To most, Donald Braswell II would be considered exceptionally blessed. The handsome Boerne resident (although San Antonio claims him as well) enjoys a life rich in creative accomplishment and recognition seemingly made possible by God-given gifts endowed at birth. Currently, legions of fans, at home and across the globe, eager to experience his extraordinary abilities within the fields of music and the performing arts, lavish accolades while attending his numerous public appearances and again through the purchase of his many inspirational recordings. But while success gauged by any measure has certainly been attained, it wasn’t an unearned “given” based solely on genetics. Years of hard work, before and after an incredible, near-career-ending misfortune, coupled with natural talents, share responsibility for this special individual’s admirable achievements – on stage, in the studio and beyond.
Donald’s mother and father both had flourishing East Coast careers singing and performing in notable Broadway productions, but with the responsibilities of a growing family in the early 1960s and a need for a more sedate lifestyle, South Texas and the near proximity of Mrs. Braswell’s extended and welcoming family ultimately beckoned. While this Lone Star hiatus from performing and living in New York was initially envisioned as temporary, the Braswells quickly found life in the San Antonio area pleasant, took up new occupations without entirely giving up the old and, ultimately, never left. Donald, the baby of the family, was born in 1963 in San Antonio. Shortly thereafter, the entire clan relocated northwest to Boerne, where the future entertainer would spend the remainder of his childhood.
Growing up among so much parental show business history, it’s not surprising that Donald, early on, exhibited a yearning and knack for the theater arts. At age 7, he tagged along with his mother to a scheduled rehearsal for a local production of the play Mame. She was cast in the lead role. Fascinated by it all, Donald discovered the director needed someone to play a 9-year-old boy. As he recalls, “I begged Mom to let me audition, and she reluctantly agreed. And even though I was only 7, I got the part. This still remains in my heart as my most important and memorable debut.” During his involvement with the play, Donald quickly realized entertaining was “what I wanted to do for the rest of my life.”
From that first taste of show business, Donald went on to eagerly and successfully participate in area theater groups throughout his elementary and high school years. One thing the avid young actor was discovering during and after this period, however, was the attention his singing voice was receiving. Acting is what Donald “wanted to do,” but more and more, he was being cast in roles that required singing. Although not initially happy with this direction, Donald realized his voice was an asset that could be of help throughout his desired professional life. At age 14, he took his first private singing lessons, where his impressed instructor first intimated about the youth’s potential as a classical, or operatic, singer. More on this later.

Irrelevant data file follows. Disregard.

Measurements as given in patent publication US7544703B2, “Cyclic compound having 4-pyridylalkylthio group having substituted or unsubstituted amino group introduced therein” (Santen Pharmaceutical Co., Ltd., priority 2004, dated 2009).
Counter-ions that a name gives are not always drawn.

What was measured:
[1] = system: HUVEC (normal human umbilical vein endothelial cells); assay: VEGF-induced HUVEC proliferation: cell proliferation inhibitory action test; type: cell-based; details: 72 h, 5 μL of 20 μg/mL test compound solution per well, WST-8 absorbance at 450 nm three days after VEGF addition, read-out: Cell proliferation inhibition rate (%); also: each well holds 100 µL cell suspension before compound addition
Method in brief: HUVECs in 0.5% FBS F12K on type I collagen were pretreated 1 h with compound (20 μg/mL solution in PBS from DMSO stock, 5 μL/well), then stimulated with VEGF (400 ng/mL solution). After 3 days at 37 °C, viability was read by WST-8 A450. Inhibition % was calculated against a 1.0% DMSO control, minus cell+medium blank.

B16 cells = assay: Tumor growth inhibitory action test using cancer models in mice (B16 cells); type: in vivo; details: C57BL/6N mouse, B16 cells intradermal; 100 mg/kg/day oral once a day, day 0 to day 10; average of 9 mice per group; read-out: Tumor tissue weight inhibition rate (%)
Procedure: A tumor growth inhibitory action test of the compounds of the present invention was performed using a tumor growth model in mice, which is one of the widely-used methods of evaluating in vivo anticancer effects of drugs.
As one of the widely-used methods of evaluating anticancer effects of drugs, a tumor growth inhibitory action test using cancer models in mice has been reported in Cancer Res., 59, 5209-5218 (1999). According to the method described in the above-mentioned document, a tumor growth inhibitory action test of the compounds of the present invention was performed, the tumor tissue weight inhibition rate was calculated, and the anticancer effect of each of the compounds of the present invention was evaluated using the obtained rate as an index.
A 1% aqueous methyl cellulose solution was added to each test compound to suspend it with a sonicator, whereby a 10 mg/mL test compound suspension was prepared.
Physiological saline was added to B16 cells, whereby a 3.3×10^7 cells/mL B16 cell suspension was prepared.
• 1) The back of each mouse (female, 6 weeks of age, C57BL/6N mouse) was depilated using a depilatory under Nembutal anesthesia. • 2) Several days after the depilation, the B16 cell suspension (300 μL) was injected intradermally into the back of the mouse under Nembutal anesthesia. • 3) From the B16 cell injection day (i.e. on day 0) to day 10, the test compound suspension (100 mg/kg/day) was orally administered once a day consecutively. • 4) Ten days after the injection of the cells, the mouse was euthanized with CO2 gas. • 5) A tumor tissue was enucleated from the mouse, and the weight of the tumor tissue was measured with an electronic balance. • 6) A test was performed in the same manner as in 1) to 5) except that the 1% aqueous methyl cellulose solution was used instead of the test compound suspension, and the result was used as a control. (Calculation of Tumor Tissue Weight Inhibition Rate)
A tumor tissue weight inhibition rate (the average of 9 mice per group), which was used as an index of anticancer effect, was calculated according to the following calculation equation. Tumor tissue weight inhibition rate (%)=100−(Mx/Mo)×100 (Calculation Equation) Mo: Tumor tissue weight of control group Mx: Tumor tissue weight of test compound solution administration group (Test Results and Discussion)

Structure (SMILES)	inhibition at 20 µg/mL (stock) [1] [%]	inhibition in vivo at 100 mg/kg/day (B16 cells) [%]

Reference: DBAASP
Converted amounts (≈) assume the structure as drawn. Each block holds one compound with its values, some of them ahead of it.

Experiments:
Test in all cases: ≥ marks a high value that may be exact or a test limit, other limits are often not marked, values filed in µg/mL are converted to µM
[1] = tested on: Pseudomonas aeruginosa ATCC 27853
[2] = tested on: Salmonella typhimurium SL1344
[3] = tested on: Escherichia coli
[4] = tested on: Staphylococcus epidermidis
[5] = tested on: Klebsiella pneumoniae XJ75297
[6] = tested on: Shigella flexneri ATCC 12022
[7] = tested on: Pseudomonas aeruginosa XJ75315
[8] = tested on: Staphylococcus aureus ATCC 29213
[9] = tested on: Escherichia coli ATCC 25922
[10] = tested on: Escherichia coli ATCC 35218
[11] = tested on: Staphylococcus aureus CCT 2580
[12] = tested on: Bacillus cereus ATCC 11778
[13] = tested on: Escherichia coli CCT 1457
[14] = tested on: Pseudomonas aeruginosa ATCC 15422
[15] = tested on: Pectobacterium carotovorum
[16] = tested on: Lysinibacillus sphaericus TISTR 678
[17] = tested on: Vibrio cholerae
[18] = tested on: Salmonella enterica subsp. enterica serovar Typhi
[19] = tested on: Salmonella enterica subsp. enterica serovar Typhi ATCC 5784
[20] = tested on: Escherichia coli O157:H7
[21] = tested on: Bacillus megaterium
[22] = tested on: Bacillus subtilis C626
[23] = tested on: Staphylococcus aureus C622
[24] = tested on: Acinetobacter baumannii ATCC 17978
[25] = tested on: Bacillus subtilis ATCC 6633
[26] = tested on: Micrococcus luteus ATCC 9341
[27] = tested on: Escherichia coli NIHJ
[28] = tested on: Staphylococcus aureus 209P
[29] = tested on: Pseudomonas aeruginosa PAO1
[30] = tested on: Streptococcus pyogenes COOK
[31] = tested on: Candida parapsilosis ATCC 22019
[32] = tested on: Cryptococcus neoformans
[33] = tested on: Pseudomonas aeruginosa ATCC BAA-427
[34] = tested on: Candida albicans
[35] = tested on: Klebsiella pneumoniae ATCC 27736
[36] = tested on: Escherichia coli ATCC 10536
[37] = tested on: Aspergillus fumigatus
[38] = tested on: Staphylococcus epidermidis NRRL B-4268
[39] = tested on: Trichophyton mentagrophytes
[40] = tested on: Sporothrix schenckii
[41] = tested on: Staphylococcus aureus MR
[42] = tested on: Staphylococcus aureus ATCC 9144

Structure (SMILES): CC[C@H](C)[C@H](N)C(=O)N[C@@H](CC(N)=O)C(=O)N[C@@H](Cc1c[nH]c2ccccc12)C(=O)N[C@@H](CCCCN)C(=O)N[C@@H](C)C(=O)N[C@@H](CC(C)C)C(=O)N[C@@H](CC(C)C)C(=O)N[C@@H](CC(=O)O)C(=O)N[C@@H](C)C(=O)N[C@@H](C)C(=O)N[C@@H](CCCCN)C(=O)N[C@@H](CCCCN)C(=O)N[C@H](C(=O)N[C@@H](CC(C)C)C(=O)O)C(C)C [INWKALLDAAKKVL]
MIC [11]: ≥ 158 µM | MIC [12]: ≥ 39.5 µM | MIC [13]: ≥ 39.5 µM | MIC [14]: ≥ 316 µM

It Doesn’t Come Easy
Beyond natural abilities (and perhaps a little luck), Donald readily concedes that success in any profession depends primarily on hard work. To this end, he provides excellent testimony. Beginning with those first voice lessons and during those early productions, Donald never stopped working, listening and, most importantly, learning all he could to improve upon his innate talents. As he forthrightly volunteers, “Most people who are not in the arts have the broad view that to attain success in this profession is nothing more than a dice roll. But a career in this field is the same as any other business. It’s developing skills that will warrant guarantees, not just talent — or luck! I really believe, no matter what path you follow, that without education at the highest level, combined with passion, you can’t fully achieve.” Donald’s resulting life story certainly lends credence to this personal belief.
After high school, a single-minded Donald embarked on a rigorous journey of knowledge acquisition pursuing the tools he felt he needed to achieve his dreams. His first stop was a two-semester stint at a junior college in North Texas, where he studied acting. Seeking additional learning, he next attended the University of Texas at San Antonio as a music major for another fruitful year. Eager for more, however, the bright lights of New York City proved irresistible to the driven 20-something, who, upon arrival, quickly enrolled in the respected Lee Strasberg School, studying acting while simultaneously taking private voice lessons from Marni Nixon, a veteran voice talent with many accomplishments to her credit.
Eventually, personal issues, including a happy marriage, brought Donald (with a much broader perspective) back to Boerne, where he worked at a variety of more traditional employments while contemplating his next career-fulfilling move. It was his new bride who provided the positive impetus for the following life-changing event.
Julliard and A Crossroad
A berth at the esteemed Julliard School in New York City was something anyone desiring success in the arts could only dream of. Attainment was another matter entirely. With unflagging encouragement from his wife, Donald reluctantly agreed to apply, expecting rejection. To his — but not necessarily his wife’s — surprise, he was offered an audition, which he would have to pass before enrollment was possible. Not only did his performance and his past accomplishments ensure immediate placement, but he was also offered, and gratefully accepted, a prestigious Enrico Caruso full four-year scholarship. It was at Julliard that Donald began the rigorous professional training as an operatic tenor that would eventually bring him so much recognition.
As mentioned before, acting, not singing, was Donald’s true ambition. During his years at Julliard, to supplement his income, the full-time student landed a “gig” on the long-lived soap opera As the World Turns as a bartending, hamburger-cooking, sympathetic ear to the more well-defined characters on the show. This was fun work that paid well, didn’t require much time and allowed Donald to act. After a year of appearances, however, a professor at Julliard discovered Donald’s moonlighting and decided a heart-to-heart was in order. The gist of that visit was to explain to Donald that his opportunity at Julliard (and a future operatic career) was contingent on staying focused. Donald was at Julliard for one thing — to become a world-class operatic singing force, not a TV actor. Seeing the well-meaning professor’s logic, Donald agreed, resigned the show, and, while at Julliard, shifted all of his efforts to opera. Acting would continue to play a role after he left the school, but a secondary one.
A World to Experience